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Wolfe & Cornell say Shutdown Of Troubled Indian Point Means Improved Safety For The Public & The Environment

Wolfe & Cornell: Shutdown Of Plagued Indian Point Means Improved Safety For The Public & The Environment

BY LAURA INCALCATERRA

Former Chairman Wolfe (D-Montebello) did not seek re-election as Chairman.Days before of his clerk and former Ramapo Councilman Daniel Friedman jumped off Bear Mountain Bridge.

Longtime Legislator Harriet Cornell (D-West Nyack)

New City, NY (Jan. 11, 2017) – Legislators Alden H. Wolfe and Harriet Cornell are hailing an agreement that will lead to the permanent shutdown of the problem-plagued Indian Point Nuclear Power Plant.

“We have waited years for this to happen and frankly, it can’t happen soon enough,” Wolfe said. “The facts have long shown that there is no future for this dangerous plant.”

Both legislators praised the efforts of all involved in closing the nuclear power facility.

“It has taken decades of advocacy from the grassroots level to Gov. Cuomo’s office,” Wolfe said. “That hard work is finally paying off – for the betterment of everyone in the region.”

Cornell (D-West Nyack), who chairs the Legislature’s Environmental Committee, said the list of problems at the plant stretches back decades and in 1984, when she joined the Legislature, she authored legislation to create a Citizens’ Commission to Close Indian Point.

Everyday citizens working with grassroots organizations have repeatedly demanded more attention be paid to Indian Point as the efforts to close it have continued.

“Without the watchful eyes of these dedicated watchdogs over the last 40-plus years, who knows what might have happened,” Cornell said. “I praise the hard work of these advocates, including Riverkeeper, and of Gov. Cuomo for their efforts in shutting down this outdated, dangerous plant.

Both legislators have long backed the effort to shut down the plant, which is home to two aging nuclear reactors. Some of the problems have included multiple unplanned or emergency shutdowns; spiked concentrations of tritium-contaminated water leaking into groundwater; the spilling of 3,000 gallons of oil into the beloved Hudson River; leaking fuel pods; and metal fatigue that led to missing or damaged bolts on Unit 2, where one out of every four bolts was affected.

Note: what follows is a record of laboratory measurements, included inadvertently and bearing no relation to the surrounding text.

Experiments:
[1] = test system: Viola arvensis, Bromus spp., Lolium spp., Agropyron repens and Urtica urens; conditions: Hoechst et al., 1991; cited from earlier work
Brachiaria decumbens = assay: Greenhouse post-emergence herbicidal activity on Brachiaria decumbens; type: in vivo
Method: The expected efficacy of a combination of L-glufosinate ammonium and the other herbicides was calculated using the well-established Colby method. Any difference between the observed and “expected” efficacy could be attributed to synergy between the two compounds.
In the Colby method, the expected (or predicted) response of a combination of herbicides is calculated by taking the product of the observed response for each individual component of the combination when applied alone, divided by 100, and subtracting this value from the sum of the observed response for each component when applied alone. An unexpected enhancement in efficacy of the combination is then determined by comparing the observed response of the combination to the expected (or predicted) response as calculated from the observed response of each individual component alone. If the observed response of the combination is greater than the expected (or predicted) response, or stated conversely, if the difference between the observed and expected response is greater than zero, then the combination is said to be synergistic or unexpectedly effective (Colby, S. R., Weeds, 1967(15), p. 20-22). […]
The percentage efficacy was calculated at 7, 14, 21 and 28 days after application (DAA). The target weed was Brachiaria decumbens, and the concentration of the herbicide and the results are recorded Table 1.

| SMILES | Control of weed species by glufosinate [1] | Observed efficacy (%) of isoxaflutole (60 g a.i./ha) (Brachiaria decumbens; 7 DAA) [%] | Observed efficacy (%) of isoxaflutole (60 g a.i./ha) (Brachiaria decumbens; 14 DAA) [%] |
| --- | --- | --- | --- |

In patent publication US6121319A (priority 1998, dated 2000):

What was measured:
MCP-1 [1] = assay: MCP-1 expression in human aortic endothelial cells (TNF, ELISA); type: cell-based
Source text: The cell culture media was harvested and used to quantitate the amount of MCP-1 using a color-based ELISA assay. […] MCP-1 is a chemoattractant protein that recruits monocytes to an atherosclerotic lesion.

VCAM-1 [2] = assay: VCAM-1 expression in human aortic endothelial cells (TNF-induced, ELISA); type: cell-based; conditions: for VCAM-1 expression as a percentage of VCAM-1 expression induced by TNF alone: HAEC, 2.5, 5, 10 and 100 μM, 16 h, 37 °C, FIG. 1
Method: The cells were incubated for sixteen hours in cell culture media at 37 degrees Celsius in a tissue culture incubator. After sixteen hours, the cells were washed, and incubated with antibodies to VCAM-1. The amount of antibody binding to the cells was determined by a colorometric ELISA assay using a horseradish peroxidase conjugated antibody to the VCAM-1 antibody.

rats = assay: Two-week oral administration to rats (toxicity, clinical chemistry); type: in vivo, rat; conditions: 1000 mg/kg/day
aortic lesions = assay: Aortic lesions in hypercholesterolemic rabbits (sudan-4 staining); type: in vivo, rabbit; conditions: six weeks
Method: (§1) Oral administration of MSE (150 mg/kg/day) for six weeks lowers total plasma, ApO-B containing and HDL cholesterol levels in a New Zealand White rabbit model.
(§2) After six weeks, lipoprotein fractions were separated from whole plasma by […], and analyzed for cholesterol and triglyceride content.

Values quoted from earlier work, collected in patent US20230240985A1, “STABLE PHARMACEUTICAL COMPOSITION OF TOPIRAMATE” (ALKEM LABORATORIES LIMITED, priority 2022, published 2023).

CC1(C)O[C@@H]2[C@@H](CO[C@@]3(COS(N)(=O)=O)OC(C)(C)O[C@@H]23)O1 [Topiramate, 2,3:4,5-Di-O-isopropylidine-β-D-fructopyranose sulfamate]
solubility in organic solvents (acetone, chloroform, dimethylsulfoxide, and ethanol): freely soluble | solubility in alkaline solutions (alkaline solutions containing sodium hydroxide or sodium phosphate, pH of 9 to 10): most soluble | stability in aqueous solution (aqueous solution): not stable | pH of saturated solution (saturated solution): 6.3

The legislators also noted that Indian Point was not built to withstand a catastrophe such as a terrorist attack, an earthquake or a pipeline explosion, yet it had become a ticking time bomb and attractive terrorist target sitting on a fault line near a new natural gas pipeline route in one of the most densely populated metropolitan areas in the country.

Cornell said the continuing problems at Indian Point paint a clear picture of what the deteriorating plant has become: aged infrastructure that can’t be relied upon when it comes to the health and well-being of the public and the environment.

Indian Point Energy Center is owned and operated by Entergy Nuclear Northeast, a subsidiary of Entergy Corporation, and is a three-unit nuclear power plant station located in Buchanan, in Westchester County. The Protective Action Areas for the center, including potential evacuation zones, includes about half of Rockland County. The site is just 28 miles from New York City.

Indian Point Unit 2 opened in 1974, and Unit 3 opened in 1976. The Unit 1 reactor was permanently shut down in 1974. The plant’s operating licenses expired in 2013 for Unit 2 and in 2015 for Unit 3; Entergy has been seeking renewal since 2007.

Under the agreement between the state, Riverkeeper and Entergy, Unit 2 would shut down by April 2020 and Unit 3 by April 2021.

By 2030, 50 percent of New York State’s power mix is to include renewables such as wind, solar, geothermal and hydroelectric power. Wolfe has asked the state Public Service Commission not to consider nuclear power generation as “clean” energy or to include it in the state’s milestones.

Indian Point can produce about 2,000 megawatts of power, but new reports indicate that the New York Power Authority doesn’t purchase electricity from Indian Point anymore, as it has found cheaper electricity elsewhere. Wolfe also pointed out that Indian Point’s energy generation largely benefits residents of New England, not New York State.

According to published reports this week, state officials say current expansions of New York’s energy grid, such as new hydropower transmissions, will add about 1,000 megawatts of new power, and that an additional 700 megawatts is already available.

Wolfe added that he was hopeful some of those now employed at Indian Point could be provided with training that would allow them to work in the renewable energy field. Published reports indicate retraining, retirement and jobs at other Entergy locations will be offered to the 1,000 workers, including 200 jobs to those who will help maintain the shuttered plant.

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